Classic Movie Impression: Cat on a Hot Tin Roof (with spoilers)

Erin of Still Life, With Cracker Crumbs and I have been trading classic movie suggestions this summer.

So far I have watched A Streetcar Named Desire and she has watched Double Indemnity.

Last time Erin suggested Streetcar and Cat On A Hot Tin Roof (this came about when we were discussing our old movie star crushes. Erin’s is Marlon Brando and mine is Paul Newman), and I chose Streetcar first, so I watched Cat On A Hot Tin Roof for this time around because I thought I had never seen it.

However, as I watched it, I remembered I had seen part of it before, and like before I did not exactly enjoy it but didn’t hate it. I liked it, but I did not enjoy it. I’m not sure if that makes sense. Before I launch into my thoughts about the movie, I will warn you that I will be offering some spoilers, so if this is a movie you have never watched, you might want to skip this particular post. Also, Erin watched The Thin Man, the first of the Thin Man movie series with William Powell and Myrna Lloyd for her post today.

Going back to my comments on not enjoying the film: it isn’t that I didn’t like the acting or the masterful storytelling based on Tennessee William’s play. What I didn’t enjoy was just how awful all the people in the movie and play are. They are all liars and cheaters, with maybe the exception of Brick, played by Paul Newman. Brick is a sad, lost man throughout the movie and he’s the only one I have sympathy for. The only one Brick is lying to is himself, according to some reviews of the play, which say Brick was actually gay and couldn’t face it. The movie, however, doesn’t lean toward that subject being the reason behind Brick’s constant bad mood, which angered Williams, Newman, and fans of the original play.

There is a lot of debate online about what Brick is so broken about, but it appears the confusion comes from the fact that the movie was changed from the original play.

In the play, Brick is supposedly so upset because he’s suppressing his homosexuality. This, however, is not the issue in the movie. In the movie, he’s upset because he ignored the calls of his close friend who cared about Brick (in a more romantic way) when Brick didn’t feel that way toward him and he’s also upset because his wife slept with the friend to try to prove that the friend was as good of a guy as Brick thought. She thought by proving that she could get Brick to love her more. The plan backfires and he ends up hating his wife.

One commenter on a forum said that in the play Brick may have been gay, but in the movie he is not. Another commenter said they felt that Brick was struggling with the fact his father did not love him, he had a close friend who died who loved Brick, but Brick didn’t love him back, and that he was ashamed of his failure at anything his father wanted him to succeed at.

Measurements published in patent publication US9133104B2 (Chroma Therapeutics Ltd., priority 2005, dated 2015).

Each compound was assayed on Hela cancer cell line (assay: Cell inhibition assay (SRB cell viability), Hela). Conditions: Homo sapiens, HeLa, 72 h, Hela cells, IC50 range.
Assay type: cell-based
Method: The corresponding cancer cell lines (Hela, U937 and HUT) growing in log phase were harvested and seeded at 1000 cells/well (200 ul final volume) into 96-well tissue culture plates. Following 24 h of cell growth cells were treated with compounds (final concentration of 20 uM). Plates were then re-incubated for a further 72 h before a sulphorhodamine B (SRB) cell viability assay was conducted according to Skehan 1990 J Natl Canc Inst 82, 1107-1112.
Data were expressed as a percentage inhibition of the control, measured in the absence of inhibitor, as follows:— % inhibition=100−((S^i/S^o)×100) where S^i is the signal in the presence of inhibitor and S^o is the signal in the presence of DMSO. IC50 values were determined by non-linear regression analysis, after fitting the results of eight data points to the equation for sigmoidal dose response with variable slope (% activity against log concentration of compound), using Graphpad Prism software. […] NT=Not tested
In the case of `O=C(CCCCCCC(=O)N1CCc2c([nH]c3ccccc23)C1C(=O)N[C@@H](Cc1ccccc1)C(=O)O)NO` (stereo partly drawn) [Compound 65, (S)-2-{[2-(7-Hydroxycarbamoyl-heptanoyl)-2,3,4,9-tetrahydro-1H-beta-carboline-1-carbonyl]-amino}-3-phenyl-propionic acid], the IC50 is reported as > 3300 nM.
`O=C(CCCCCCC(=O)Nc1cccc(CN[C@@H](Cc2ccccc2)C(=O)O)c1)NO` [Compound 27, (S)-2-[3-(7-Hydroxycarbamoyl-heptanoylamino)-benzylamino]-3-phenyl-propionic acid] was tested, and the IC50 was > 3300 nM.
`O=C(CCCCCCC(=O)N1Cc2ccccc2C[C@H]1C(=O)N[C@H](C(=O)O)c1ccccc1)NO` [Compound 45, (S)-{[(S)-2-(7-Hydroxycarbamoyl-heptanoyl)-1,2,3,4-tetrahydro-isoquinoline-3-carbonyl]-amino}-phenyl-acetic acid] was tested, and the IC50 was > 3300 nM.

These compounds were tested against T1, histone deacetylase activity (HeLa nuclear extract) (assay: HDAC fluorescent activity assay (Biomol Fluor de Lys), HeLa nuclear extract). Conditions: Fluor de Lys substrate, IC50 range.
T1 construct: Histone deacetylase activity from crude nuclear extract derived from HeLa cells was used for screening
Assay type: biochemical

To me, (good or bad) Williams seemed to have an obsession with characters being closeted gay people, most likely because that was his story. It’s understandable because a lot of writers share parts of themselves in their works.

Aside from Brick’s issues about his sexuality, there is also an underlying theme of the idea of love being something that can’t be shown in material items (“All I wanted was for you to love me,” Brick tells Big Daddy in the climactic scene. “I wanted a father, not a boss.”), what is real masculinity (Brick’s brother has fathered six children, Brick none), the idea of the patriarchal rule of the American south and American society in the 1950s, and the idea of people who want money and power even though they don’t really deserve it because they’re vindictive and focused on appearances more than anything.

Also, in the end, (as far as the movie goes) I do think there is a part of Brick who feels horrible for how he lashes out at his father (called Big Daddy) and reveals a horrible secret in the process and also how he has treated Maggie. There is a suggestion by some who have watched the play and movie that Brick finally decides to sleep with Maggie to give her the baby she wants not because he loves her but because he feels, in a way, he owes it to her, and I think that may be the case. As angry as he is at her and at himself, he shows in the movie version that he does have compassion for her and guilt for how he has treated her. She, however, is liar and simply a pretty pathetic person — hence the reference to her as a cat on a hot tin roof — she hangs in there no matter how hot it gets because she digs her claws in.

Overall this was a good movie and I’m glad Erin reminded me of it. It isn’t a movie I would watch over and over because some of the characters are just so unlikeable (Mae, Brick’s sister-in-law makes me want to reach through the screen and slap her, probably because I’ve known more than one woman like her in my lifetime) and because the subjects are so heavy. The wonderful acting more than makes up for the difficult subjects and characters, however, which is always the case with any movie based on Williams’ work —even if the theme of his play was changed to sanitize topics for the time frame the movie was made in.

If you would like to read more about the various interpretations of the play and movie versions of Cat on a Hot Tin Roof, you can read this article in The Guardian.